Blog Posts

All in with Knives Out

I remember watching Knives Out for the first time nearly 2 years ago. I was curled up on the couch beside my mom, who also hadn’t seen it, and my brother across the room, who had applauded the movie for weeks before that night. I had heard snippets from friends, social media, and news articles praising the new release and its fresh take on the old “whodunnit” plotline. I couldn’t wait. And from the opening scene, dramatic music, and mysterious characters to the scrawling credits at the end, I was blown away.

After many years and reruns later, I’m gradually realizing why this movie is so captivating. The big budget, famous actors and actresses, and general aesthetic weren’t the core factors. It was the brilliant interweaving of storytelling and relatability that made the characters soar beyond scenes and their dialogue beyond scripts. The screenwriters drilled to the fundamentals of communication, and this end result will be treasured long past our own generation.

This leads me to a fascinating concept: what makes screenwriting so unique? While I wish I knew more about the tactics used for effective scripts in a film, several fascinating resources explain how the magic behind the camera blooms alive on the screen.

First, the characters aren’t average people. Each character is so different, from Blanc’s thick accent to Marta’s barfing to Linda’s connection with her late father, each person is relatable and quirky enough to bond with the audience while respectfully dealing with the murdered old man in the center of the plot. The story focuses on developing the characters, and in the process, they discover the true reason for Harlan’s death. Audiences like distinctive, and this movie dishes it out by the bucketloads.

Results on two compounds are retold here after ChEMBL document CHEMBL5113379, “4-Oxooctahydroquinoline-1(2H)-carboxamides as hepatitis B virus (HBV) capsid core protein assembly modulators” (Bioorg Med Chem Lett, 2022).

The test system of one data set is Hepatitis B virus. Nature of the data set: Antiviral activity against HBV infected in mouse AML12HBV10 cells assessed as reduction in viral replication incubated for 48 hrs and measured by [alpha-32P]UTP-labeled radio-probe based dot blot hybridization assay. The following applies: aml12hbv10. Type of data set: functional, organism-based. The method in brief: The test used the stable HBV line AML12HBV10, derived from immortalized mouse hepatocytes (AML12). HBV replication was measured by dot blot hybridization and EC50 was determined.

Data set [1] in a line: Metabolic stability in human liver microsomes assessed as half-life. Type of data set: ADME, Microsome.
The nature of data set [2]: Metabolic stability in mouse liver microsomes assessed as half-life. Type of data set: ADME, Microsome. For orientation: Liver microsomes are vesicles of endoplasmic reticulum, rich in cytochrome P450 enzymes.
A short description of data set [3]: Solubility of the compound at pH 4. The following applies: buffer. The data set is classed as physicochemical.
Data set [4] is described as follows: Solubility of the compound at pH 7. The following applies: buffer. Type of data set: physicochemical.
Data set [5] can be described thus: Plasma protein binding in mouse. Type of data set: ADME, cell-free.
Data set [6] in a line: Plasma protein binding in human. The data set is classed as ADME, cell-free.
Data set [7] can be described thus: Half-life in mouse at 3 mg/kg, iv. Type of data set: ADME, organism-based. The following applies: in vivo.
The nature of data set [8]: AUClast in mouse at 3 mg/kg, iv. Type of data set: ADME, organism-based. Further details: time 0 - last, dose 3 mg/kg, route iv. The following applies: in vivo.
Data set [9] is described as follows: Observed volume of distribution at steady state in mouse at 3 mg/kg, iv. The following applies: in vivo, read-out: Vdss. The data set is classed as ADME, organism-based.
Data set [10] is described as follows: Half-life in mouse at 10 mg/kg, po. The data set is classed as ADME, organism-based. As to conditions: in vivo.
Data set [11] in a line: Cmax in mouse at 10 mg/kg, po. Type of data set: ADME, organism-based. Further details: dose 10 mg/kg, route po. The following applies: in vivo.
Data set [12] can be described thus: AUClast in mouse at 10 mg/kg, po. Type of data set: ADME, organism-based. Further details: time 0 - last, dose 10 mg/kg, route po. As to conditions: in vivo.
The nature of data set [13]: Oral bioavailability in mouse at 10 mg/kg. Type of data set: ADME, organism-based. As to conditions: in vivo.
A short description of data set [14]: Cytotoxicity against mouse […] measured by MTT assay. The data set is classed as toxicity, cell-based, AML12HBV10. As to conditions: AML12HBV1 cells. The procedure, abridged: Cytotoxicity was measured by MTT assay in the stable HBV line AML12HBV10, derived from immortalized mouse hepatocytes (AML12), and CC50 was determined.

Creating and understanding the depth of moral conflict within this key character-driven story moment, the “story decision” that opens the window to discovering what your story is really about.

The dialogue is brilliantly crafted. It’s hard to convey a train of thought, much less one that consistently builds tension through the plot while also staying funny. No matter how often I watch the scenes or how well I know the plotline, I’ll keep laughing at the quirky interactions. They’re just too fresh to not pause and enjoy.

I spoke in the car about the hole at the center of this donut. And yes, what you and Harlan did that fateful night seems at first glance to fill that hole perfectly. A donut hole in the donut's hole. But we must look a little closer. And when we do, we see that the donut hole has a hole in its center. It is not a donut hole at all, but a smaller donut with its own hole. And our donut is not whole at all!

The aesthetics gather into a unified theme. Thanks to this movie, I can clearly envision  Massachusetts rural wealthy life during the late autumn, whether there’s a murder or not. The clothing, setting, and natural environment consistently follows the fall color palate of mustard yellows, red wine, and olive with a punchy blue mixed in. The tone is the perfect  backdrop surrounding the gruesome, bloody, and complicated murder. Other details, ranging from the “My House My Rules My Coffee” mug to Harlan’s books in his library, ensure that life depicted in the movie is sealed within our own reality. What flawless signature of mastery could an audience better enjoy?

(Title Photo Credit:

You may also like...